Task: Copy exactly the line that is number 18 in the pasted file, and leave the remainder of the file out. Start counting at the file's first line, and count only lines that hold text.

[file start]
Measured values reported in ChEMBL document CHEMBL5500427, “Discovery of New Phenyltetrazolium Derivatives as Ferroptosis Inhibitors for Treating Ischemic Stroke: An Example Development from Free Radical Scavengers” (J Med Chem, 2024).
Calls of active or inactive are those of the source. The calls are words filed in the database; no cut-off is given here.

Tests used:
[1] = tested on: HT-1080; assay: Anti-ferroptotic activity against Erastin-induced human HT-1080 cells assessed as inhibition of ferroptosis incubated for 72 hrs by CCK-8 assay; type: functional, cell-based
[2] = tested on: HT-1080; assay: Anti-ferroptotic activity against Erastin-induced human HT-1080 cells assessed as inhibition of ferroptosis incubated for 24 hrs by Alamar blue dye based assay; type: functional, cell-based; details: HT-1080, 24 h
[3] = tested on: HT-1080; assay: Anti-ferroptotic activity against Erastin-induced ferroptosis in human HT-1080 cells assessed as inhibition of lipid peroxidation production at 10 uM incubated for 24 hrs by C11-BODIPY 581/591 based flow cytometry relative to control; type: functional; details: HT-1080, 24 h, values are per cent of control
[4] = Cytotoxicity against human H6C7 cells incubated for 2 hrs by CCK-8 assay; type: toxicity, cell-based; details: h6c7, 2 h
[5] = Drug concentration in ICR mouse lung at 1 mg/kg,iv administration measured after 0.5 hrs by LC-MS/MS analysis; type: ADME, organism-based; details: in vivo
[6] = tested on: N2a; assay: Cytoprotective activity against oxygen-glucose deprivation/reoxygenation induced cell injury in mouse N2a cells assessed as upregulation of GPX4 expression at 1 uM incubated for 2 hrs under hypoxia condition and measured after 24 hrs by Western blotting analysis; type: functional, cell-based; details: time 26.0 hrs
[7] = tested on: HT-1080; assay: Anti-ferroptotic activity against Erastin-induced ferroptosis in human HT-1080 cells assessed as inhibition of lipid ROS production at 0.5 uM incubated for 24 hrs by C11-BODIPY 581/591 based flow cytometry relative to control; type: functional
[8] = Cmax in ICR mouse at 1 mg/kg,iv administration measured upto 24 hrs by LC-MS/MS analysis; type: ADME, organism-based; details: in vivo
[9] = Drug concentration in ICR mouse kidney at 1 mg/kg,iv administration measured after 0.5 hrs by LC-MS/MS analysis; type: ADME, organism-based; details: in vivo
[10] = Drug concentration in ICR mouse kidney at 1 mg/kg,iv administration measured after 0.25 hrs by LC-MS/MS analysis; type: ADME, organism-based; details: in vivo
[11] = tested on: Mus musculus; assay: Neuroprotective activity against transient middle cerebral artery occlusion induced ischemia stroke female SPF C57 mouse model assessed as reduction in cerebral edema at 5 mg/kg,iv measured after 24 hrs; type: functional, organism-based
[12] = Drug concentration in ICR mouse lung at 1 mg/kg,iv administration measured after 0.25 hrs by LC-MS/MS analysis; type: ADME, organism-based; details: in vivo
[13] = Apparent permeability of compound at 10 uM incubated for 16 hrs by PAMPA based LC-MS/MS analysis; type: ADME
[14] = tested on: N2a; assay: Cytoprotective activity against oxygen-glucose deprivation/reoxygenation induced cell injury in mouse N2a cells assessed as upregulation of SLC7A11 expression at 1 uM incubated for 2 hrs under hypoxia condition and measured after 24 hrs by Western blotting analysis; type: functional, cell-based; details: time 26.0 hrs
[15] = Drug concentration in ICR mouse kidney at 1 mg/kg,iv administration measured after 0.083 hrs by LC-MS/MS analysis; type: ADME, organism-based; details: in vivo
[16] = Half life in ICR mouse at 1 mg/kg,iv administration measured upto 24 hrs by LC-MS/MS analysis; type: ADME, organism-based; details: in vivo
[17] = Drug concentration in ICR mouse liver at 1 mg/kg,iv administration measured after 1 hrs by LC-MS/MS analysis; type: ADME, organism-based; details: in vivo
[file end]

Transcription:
[15] = Drug concentration in ICR mouse kidney at 1 mg/kg,iv administration measured after 0.083 hrs by LC-MS/MS analysis; type: ADME, organism-based; details: in vivo